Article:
Festival goers urged to shield their 'most crucial piece of equipment'

Spectators celebrate in front of the main stage of the electro festival "Airbeat One" in Neustadt-Glewe, Germany, Thursday, July 7, 2022.
Spectators celebrate in front of the main stage of the electro festival "Airbeat One" in Neustadt-Glewe, Germany, Thursday, July 7, 2022. Copyright Jens Büttner/(c) Copyright 2022, dpa ( Alle Rechte vorbehalten
Copyright Jens Büttner/(c) Copyright 2022, dpa ( Alle Rechte vorbehalten
By Euronews
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This year's festival goers have been warned to protect "one of the most crucial pieces of equipment" they own.


The sun is shining and the camping sections of supermarkets have been plundered. 

This can only mean one thing: The summer festival season is well and truly underway. 

However, this year's revellers have been urged to pay attention to an age-old raver's risk as they descend on thumping festivals after a three-year, pandemic-induced musical drought. 

For more than 200,000 people attending Glastonbury, Boomtown, Bloodstock and Creamfields (to name just a few) in the UK, warnings have been issued to protect their hearing. 

Fans and musicians celebrating their long-awaited chance to let loose with friends and family can be exposed to damaging levels of noise at festivals, according to musicGuard. 

“The average rock concert generates 130 decibel noise levels, the equivalent of a jack-hammer," said Alex Bennett head of marketing at musicGuard.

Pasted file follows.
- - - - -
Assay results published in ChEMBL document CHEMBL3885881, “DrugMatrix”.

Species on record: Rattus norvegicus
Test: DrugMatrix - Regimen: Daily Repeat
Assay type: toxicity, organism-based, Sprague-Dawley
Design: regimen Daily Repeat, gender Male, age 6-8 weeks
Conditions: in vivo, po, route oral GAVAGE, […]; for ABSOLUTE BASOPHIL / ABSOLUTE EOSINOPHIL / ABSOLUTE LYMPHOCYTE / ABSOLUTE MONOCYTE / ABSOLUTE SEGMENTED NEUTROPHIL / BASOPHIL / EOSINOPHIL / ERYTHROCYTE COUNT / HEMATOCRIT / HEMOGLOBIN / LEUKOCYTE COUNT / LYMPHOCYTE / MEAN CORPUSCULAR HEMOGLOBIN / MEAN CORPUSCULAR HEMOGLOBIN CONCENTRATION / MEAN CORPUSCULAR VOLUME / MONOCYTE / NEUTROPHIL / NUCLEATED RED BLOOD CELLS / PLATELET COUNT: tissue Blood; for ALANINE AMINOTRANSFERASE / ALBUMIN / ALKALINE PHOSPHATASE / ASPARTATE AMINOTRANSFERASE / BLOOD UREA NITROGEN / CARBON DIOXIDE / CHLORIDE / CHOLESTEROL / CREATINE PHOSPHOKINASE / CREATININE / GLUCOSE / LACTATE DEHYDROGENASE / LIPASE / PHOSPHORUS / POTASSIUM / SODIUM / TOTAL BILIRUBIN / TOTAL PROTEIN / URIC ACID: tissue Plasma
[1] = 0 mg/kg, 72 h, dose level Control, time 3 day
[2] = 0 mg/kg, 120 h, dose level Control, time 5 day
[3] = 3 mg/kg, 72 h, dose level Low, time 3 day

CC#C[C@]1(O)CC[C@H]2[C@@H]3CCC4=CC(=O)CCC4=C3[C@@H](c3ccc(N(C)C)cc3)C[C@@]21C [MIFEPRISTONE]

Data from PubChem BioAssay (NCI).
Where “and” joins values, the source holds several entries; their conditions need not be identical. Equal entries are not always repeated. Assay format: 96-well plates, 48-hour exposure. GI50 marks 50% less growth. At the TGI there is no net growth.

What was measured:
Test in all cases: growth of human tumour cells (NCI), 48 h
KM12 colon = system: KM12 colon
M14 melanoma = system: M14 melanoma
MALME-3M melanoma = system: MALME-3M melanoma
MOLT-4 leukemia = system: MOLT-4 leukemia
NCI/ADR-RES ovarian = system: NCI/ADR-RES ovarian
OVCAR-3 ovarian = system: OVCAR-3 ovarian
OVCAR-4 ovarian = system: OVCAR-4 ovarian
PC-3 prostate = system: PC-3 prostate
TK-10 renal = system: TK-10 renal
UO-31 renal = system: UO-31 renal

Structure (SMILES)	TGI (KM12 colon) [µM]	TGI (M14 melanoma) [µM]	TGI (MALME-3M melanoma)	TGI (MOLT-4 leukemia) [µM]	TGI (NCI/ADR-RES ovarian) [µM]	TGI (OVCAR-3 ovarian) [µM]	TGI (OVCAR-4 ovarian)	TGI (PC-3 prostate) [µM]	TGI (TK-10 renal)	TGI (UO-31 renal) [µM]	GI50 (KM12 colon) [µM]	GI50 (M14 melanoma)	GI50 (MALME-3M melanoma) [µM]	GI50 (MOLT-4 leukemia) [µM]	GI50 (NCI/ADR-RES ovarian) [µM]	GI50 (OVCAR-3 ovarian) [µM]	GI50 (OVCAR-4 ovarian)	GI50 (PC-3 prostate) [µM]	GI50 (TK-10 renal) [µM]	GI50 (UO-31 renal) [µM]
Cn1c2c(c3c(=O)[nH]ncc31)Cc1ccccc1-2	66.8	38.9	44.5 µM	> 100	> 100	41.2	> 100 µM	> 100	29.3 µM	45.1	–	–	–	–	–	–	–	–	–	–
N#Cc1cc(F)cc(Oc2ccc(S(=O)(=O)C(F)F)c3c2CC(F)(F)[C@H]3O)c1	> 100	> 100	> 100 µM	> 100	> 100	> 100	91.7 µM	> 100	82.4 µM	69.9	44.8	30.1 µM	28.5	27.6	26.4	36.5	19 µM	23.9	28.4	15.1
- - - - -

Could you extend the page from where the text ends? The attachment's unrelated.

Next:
"This level of sound, sustained over several hours or days at a festival, can create hearing difficulties that last well beyond a few hours of ringing in the ears on the way home,” he added.  

One of the biggest threats to festival goers is tinnitus, although queuing for grim toilet facilities and dodgy doner kebabs also carry their own dangers. 

A common problem caused by prolonged exposure to high levels of noise, tinnitus manifests as a ringing, buzzing or humming in the ear, and can impair hearing and affect wellbeing for the rest of your life.

Around 13% of the UK population suffers from it persistently, according to the British Tinnitus Association, and it often cannot be cured. 

And it's not just for those in the mosh pit: the risks of ear-busting sound are much greater for those on stage.

The average sound intensity generated by a drumkit is 119 decibels, and the other musicians need to turn up their instruments to balance this.

Stadium concerts can be especially problematic for musicians, as the reverb created by a venue built for sport, not music, means further amplification is needed to overcome this.

“Your ears are one of the most crucial pieces of ‘equipment’ you own,” says Bennett, addressing musicians. “Making sure you give them the same protection you give your instrument is vital to help ensure a long and successful career.”

He recommended three steps that both bands and fans could adopt to protect their hearing and minimise the risk of developing tinnitus: wearing ear protection -- not just while performing but when rehearsing too -- taking a break from noise to give the ears a chance to recover, and keeping the volume down when listening to music.

Sound advice for maintaining musical eargasms and avoiding irreparable damage just because good ear protection doesn’t seem as urgent an investment as portable pint carriers or power bank battery packs.

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